Rep. Nancy Mace (R-SC) sounded off on “dishonest” Rep. Alexandria Ocasio-Cortez (D-NY) account of the events that transpired on Jan 6 in the U.S. Capitol, setting the record straight as she said she is “sick and tired” of the progressive lawmaker “politicizing” everything.
“I own facts and not fiction. And when I saw the media reports of how it was being portrayed, I said this is dishonest. There weren’t rioters in our hallways banging down our doors that day,” Mace emphasized. “We were all barricaded in our offices in Cannon Office Building. I’m not going to discount the trauma, the harrowing experiences each of us had who were here that day. It was a very scary experience, and I’ve been very open with people about it. I sent my kids homes that week because I was worried about the violence that might transpire.”
Mace acknowledged that what transpired on Jan. 6 was “a very scary experience” but slammed the progressive firebrand for politicizing the event in the way that she has.
“But, we have to be honest when we are telling these stories because otherwise if we’re dishonest, or we exaggerate claims, then it waters down the truth and authenticity of everyone else that has shared their stories to this date as well. And the American people deserve to know the truth, and the truth is the Cannon Office Building is a seven to 10-minute walk away from the Capitol dome where the violence was happening.”
“To politicize this kind of event, it was a dark day in our nation’s history, but to politicize it in the way she has is disgusting, and no one should tolerate it. I’m certainly not going to.”
Mace told Fox News’ Sean Hannity Thursday night that she suffered her own trauma since the tense days after she received a death threat.
“A Republican threatened to shoot me on social media,” Mace said. “I’m a single working mom of two kids. I sent my kids home early because I was worried.”
The controversy erupted between Mace and Ocasio-Cortez when the progressive lawmaker four weeks after the riot shared details of her encounter during a 90-minute long Instagram Live earlier this week that she said made her “feared for her life” from the “very close encounter.” In the exaggerated emotional live stream recollection, Ocasio-Cortez told her viewers that she was barricaded in her office, which is located in the Cannon building for hours, and then began to hear banging on her office door, prompting her to hide in the bathroom. She added that she could hear a man yelling, “Where is she?!”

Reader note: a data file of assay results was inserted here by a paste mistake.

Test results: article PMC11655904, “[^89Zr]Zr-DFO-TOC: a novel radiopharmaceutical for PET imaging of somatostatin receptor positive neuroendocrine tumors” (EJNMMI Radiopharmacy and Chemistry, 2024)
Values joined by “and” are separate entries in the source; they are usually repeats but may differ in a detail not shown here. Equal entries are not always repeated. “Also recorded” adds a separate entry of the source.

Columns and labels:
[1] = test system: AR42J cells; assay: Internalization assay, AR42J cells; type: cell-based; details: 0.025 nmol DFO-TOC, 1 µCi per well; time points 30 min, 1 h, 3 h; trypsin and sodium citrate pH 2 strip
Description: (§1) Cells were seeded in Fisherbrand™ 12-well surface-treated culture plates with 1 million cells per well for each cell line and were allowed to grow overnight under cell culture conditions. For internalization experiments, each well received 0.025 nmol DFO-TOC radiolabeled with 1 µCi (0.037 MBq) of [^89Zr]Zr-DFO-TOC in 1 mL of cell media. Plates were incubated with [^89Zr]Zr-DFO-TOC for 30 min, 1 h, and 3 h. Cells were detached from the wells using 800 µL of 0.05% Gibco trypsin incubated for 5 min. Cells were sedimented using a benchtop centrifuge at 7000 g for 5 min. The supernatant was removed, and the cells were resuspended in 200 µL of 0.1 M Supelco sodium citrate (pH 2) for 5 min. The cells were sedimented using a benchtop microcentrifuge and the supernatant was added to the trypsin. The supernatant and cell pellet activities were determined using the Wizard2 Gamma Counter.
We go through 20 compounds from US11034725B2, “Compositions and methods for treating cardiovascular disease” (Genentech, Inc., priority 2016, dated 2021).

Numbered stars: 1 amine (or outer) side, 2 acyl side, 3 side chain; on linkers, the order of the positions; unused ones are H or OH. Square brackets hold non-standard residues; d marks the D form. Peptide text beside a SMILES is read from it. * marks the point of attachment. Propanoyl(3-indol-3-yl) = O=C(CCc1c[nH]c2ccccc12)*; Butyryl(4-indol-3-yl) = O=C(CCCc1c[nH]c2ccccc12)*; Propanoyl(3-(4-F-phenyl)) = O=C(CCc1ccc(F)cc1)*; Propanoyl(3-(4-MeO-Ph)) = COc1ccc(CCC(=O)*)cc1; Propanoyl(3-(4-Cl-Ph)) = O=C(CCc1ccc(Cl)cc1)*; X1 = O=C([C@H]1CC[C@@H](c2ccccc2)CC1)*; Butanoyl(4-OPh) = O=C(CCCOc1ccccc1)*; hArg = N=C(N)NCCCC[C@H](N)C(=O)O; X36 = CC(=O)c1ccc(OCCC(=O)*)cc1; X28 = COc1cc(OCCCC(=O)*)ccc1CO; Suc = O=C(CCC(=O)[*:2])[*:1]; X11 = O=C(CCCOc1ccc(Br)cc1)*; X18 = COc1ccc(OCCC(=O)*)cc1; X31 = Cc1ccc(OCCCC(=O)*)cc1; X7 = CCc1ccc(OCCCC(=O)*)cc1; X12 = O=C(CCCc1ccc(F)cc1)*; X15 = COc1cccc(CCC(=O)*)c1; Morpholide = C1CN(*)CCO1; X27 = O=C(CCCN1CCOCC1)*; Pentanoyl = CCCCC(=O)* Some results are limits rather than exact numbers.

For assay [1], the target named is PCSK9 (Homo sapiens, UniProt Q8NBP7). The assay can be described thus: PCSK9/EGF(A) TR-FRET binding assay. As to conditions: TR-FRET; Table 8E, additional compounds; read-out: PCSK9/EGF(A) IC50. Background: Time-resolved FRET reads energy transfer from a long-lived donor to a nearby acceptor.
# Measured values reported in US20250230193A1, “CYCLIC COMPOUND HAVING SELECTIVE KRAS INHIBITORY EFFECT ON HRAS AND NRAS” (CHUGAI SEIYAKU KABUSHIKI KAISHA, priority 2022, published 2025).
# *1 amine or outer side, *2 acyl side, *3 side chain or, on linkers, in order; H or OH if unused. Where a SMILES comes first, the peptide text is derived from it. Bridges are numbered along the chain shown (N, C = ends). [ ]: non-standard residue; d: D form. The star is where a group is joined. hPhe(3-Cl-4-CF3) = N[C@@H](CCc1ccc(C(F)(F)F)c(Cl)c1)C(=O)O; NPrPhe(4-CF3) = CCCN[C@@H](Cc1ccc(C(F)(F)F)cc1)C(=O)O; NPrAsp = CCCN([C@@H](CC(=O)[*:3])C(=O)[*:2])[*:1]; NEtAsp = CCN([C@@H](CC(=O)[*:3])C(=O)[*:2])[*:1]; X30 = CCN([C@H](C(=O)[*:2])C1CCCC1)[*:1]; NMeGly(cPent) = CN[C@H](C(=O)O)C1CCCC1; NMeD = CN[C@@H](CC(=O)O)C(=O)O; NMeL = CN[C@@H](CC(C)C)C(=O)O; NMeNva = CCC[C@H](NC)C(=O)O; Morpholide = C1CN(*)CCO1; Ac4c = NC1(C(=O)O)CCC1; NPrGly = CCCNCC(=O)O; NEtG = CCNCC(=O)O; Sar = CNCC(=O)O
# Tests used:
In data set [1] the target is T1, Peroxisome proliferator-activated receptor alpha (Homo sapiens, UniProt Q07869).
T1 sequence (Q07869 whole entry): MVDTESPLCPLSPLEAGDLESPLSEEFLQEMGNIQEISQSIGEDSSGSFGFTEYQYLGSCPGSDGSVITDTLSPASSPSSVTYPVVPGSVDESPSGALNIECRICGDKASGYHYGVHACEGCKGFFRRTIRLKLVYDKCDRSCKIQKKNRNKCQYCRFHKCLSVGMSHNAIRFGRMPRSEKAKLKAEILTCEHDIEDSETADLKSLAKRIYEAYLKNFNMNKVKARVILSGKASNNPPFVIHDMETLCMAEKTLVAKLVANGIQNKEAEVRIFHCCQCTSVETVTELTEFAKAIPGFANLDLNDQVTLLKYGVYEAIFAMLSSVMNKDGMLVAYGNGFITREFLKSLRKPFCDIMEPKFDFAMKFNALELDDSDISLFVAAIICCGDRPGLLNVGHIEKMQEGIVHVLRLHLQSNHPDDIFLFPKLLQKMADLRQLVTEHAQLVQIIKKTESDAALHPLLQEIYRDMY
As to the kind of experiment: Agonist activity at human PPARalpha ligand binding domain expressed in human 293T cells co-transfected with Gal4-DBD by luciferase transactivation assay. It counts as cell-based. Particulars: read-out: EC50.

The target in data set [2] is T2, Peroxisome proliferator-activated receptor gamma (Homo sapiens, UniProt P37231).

Ocasio-Cortez said later that the man yelling at her door wound up being a Capitol Police officer and that he didn’t identify himself as such.
Ocasio-Cortez responded to Mace, classifying her tweet as “deeply cynical” and “disgusting attack,” noting that when the Capitol complex was being stormed “none of us knew in the moment what areas were compromised.”
She also pointed to Mace’s previous remark to The State, which reported that the South Carolina lawmaker “barricaded himself inside her D.C. office” and stood there overnight on that night out of safety concerns.
“This was what you were saying just a few weeks ago,” Ocasio-Cortez tweeted. “Now you’re contradicting your own account to attack me for Fox News clicks. It’s honestly pretty sad to see you turn around like this and throw other people under the bus. Thought you’d be better.”
Ocasio-Cortez has been dubbed “Alexandria Ocasio-Smollett” as details emerged that she exaggerated the extent of her “trauma” she is suffering from in the aftermath of the Capitol riot, given that she was not at the main area of the siege, but in her office that is 10 minutes away from the complex dome.
The Cannon building is one of the buildings as part of the Capitol complex but is not connected within the Capitol building itself. The building is accessible through an underground tunnel that connects to the Capitol or outside that is about a 10-minute walk which is considered a city block and a half or three-tenths of a mile. It was also one of the buildings lawmakers, staffers, and journalists (included myself who was inside the Capitol complex when the events unfolded on Jan 6) were told to stay inside and bunker inside an office after being evacuated from the House chambers once the intruders were apprehended and cleared from inside while the majority of Trump supporters stood outside protesting.